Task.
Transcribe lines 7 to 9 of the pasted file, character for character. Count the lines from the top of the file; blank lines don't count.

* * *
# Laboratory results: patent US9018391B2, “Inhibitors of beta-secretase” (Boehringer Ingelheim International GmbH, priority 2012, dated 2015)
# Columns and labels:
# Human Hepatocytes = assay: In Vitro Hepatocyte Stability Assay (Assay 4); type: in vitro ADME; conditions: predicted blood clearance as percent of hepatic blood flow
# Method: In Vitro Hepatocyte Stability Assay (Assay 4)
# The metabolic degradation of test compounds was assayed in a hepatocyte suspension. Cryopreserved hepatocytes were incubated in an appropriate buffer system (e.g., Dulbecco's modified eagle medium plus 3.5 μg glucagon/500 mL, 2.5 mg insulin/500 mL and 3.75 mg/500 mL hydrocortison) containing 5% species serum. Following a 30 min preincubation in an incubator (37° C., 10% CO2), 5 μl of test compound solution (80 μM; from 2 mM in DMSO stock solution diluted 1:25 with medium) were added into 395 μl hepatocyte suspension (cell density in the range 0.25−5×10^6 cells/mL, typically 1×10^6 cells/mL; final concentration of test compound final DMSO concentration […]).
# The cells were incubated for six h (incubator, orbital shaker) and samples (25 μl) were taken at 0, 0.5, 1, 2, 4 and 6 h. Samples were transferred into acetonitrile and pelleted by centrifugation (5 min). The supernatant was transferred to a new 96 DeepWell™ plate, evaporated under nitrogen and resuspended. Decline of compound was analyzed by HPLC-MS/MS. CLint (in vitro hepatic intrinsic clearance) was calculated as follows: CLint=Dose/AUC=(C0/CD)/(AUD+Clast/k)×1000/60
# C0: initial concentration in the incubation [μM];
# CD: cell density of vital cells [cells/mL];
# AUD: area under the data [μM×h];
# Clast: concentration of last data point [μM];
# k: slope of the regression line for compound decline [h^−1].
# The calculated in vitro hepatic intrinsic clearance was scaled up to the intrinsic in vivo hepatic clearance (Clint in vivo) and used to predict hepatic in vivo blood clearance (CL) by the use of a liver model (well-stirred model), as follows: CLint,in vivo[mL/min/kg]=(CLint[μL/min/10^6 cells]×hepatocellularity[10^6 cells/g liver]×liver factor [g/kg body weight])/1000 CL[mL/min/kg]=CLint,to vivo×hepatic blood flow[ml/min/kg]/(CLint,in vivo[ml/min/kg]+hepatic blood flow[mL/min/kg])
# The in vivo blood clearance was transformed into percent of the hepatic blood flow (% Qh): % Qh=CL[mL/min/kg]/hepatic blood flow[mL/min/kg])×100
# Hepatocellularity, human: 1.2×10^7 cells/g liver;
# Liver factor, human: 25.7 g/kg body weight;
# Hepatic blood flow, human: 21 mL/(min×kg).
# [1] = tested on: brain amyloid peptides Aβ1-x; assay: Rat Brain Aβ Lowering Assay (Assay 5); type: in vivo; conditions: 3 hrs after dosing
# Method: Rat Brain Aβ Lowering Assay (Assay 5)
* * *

# C0: initial concentration in the incubation [μM];
# CD: cell density of vital cells [cells/mL];
# AUD: area under the data [μM×h];